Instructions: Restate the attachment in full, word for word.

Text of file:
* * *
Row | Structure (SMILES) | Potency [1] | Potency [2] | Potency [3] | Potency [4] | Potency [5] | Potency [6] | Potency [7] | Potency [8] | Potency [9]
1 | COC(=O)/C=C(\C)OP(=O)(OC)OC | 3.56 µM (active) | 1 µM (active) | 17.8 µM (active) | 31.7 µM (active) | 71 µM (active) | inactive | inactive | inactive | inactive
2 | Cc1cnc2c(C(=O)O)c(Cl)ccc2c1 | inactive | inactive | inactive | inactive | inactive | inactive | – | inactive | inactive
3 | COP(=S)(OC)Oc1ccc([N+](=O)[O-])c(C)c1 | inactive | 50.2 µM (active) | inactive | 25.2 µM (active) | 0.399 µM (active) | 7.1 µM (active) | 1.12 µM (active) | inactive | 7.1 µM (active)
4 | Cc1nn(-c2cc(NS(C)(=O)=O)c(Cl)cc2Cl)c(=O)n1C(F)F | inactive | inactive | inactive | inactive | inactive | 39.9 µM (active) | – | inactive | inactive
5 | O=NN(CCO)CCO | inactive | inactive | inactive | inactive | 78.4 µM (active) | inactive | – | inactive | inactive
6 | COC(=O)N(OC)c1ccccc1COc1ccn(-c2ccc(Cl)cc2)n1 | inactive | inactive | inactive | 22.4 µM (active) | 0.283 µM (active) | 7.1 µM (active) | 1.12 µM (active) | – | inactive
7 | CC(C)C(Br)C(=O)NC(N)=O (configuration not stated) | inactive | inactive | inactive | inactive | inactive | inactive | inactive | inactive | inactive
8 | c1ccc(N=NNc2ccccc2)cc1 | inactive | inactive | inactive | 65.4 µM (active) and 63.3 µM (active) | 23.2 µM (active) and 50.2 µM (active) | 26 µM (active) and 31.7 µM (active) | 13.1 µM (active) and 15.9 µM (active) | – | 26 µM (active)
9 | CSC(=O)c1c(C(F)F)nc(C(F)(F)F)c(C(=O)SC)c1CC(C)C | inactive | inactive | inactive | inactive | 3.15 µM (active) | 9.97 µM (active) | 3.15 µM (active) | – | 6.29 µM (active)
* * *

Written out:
Row | Structure (SMILES) | Potency [1] | Potency [2] | Potency [3] | Potency [4] | Potency [5] | Potency [6] | Potency [7] | Potency [8] | Potency [9]
1 | COC(=O)/C=C(\C)OP(=O)(OC)OC | 3.56 µM (active) | 1 µM (active) | 17.8 µM (active) | 31.7 µM (active) | 71 µM (active) | inactive | inactive | inactive | inactive
2 | Cc1cnc2c(C(=O)O)c(Cl)ccc2c1 | inactive | inactive | inactive | inactive | inactive | inactive | – | inactive | inactive
3 | COP(=S)(OC)Oc1ccc([N+](=O)[O-])c(C)c1 | inactive | 50.2 µM (active) | inactive | 25.2 µM (active) | 0.399 µM (active) | 7.1 µM (active) | 1.12 µM (active) | inactive | 7.1 µM (active)
4 | Cc1nn(-c2cc(NS(C)(=O)=O)c(Cl)cc2Cl)c(=O)n1C(F)F | inactive | inactive | inactive | inactive | inactive | 39.9 µM (active) | – | inactive | inactive
5 | O=NN(CCO)CCO | inactive | inactive | inactive | inactive | 78.4 µM (active) | inactive | – | inactive | inactive
6 | COC(=O)N(OC)c1ccccc1COc1ccn(-c2ccc(Cl)cc2)n1 | inactive | inactive | inactive | 22.4 µM (active) | 0.283 µM (active) | 7.1 µM (active) | 1.12 µM (active) | – | inactive
7 | CC(C)C(Br)C(=O)NC(N)=O (configuration not stated) | inactive | inactive | inactive | inactive | inactive | inactive | inactive | inactive | inactive
8 | c1ccc(N=NNc2ccccc2)cc1 | inactive | inactive | inactive | 65.4 µM (active) and 63.3 µM (active) | 23.2 µM (active) and 50.2 µM (active) | 26 µM (active) and 31.7 µM (active) | 13.1 µM (active) and 15.9 µM (active) | – | 26 µM (active)
9 | CSC(=O)c1c(C(F)F)nc(C(F)(F)F)c(C(=O)SC)c1CC(C)C | inactive | inactive | inactive | inactive | 3.15 µM (active) | 9.97 µM (active) | 3.15 µM (active) | – | 6.29 µM (active)